TASMANIA'S aged-care sector is the new mining boom, according to workforce planning consultant Lee Veitch.
Ms Veitch said the sector would grow enormously over the next 10 to 20 years, and there were plenty of opportunities for people looking to enter the industry.
"Over the next five years alone we need to increase the aged-care workforce by 40 per cent," she said.
"That's roughly 4400 new jobs, above and beyond vacancies left through natural attrition."
Ms Veitch said the scope of jobs extended far beyond care-related roles in nursing homes, which were traditionally associated with the sector.
"It's not all about care and support workers any more," she said.
"There are going to be plenty of roles in IT, marketing, architecture as well as opportunities for small businesses and entrepreneurs."
Ms Veitch said the state government needed to be more proactive in developing those skills among prospective workers.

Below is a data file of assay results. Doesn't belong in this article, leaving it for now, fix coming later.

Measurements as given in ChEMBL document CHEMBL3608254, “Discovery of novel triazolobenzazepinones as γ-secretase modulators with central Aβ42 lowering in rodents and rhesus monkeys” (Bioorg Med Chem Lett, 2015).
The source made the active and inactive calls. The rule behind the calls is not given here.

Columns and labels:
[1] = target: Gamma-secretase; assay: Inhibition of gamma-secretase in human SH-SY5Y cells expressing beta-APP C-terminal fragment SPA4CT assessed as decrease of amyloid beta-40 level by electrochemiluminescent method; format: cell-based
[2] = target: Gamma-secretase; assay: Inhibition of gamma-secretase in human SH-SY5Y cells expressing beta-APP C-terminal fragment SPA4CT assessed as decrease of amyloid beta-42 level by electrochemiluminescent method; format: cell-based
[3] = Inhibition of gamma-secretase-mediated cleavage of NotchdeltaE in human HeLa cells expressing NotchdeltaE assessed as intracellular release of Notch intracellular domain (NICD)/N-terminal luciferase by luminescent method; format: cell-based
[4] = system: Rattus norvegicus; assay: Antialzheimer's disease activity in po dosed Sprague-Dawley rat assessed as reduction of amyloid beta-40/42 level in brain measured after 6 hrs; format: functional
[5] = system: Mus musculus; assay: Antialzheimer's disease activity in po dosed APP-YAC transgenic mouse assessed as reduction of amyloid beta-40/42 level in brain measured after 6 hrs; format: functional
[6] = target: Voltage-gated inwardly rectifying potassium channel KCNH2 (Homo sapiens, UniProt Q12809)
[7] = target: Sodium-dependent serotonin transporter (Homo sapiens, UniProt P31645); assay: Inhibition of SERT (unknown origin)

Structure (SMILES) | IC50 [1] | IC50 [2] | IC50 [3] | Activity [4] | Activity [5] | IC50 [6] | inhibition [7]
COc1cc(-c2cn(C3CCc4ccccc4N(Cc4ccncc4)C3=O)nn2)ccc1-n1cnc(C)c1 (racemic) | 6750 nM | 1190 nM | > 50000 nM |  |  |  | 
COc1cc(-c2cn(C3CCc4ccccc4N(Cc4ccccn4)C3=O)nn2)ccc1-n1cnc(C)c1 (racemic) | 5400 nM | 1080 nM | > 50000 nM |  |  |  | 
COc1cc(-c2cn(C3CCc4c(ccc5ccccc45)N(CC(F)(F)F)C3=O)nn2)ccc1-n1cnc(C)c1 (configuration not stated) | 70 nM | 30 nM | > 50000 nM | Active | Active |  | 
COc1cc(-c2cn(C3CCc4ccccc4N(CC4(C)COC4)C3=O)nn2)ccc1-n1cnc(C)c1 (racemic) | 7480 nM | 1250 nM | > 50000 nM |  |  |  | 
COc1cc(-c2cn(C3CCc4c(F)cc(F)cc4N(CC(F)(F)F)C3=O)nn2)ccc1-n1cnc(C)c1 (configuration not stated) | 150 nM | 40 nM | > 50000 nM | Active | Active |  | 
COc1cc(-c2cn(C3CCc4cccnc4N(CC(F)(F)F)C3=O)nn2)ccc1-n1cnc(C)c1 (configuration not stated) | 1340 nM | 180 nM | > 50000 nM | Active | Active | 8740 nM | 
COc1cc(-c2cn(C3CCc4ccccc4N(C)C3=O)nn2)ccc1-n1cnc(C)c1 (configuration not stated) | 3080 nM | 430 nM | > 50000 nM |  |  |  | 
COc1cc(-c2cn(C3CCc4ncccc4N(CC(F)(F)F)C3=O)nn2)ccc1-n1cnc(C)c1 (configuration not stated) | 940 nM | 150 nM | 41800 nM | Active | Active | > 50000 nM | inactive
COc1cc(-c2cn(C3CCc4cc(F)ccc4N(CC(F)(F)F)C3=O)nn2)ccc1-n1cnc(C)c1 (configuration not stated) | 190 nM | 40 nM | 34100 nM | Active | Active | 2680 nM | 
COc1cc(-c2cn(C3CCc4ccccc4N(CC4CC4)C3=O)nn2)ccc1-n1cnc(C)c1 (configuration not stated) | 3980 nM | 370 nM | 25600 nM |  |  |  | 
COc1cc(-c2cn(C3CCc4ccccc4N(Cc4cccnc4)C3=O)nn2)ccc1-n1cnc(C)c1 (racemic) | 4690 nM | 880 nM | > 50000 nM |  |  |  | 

Demographer Amina Keygan echoed the sentiment, saying Tasmania needed to work better at addressing an "education and jobs mismatch" brought to light by the rapid expansion of the aged-care sector.
"We're looking to more skilled industries like aged care and yet our education system is still really not," Mr Keygan said.
"Those people come through the education system and the workforce who have the skills will be able to have their pick of conditions in the labour market."
Ms Keygan said Tasmania's care services sector had been proportionally increasing at a faster rate than mining or forestry over the past five years.
"It's quite frustrating from a demographic position to continually hear about the gearing up of these industries and the subsidies provided to them," she said.
"The ageing industry is right here, it's happening now, and it's only going to get bigger - we're just not capitalising on it."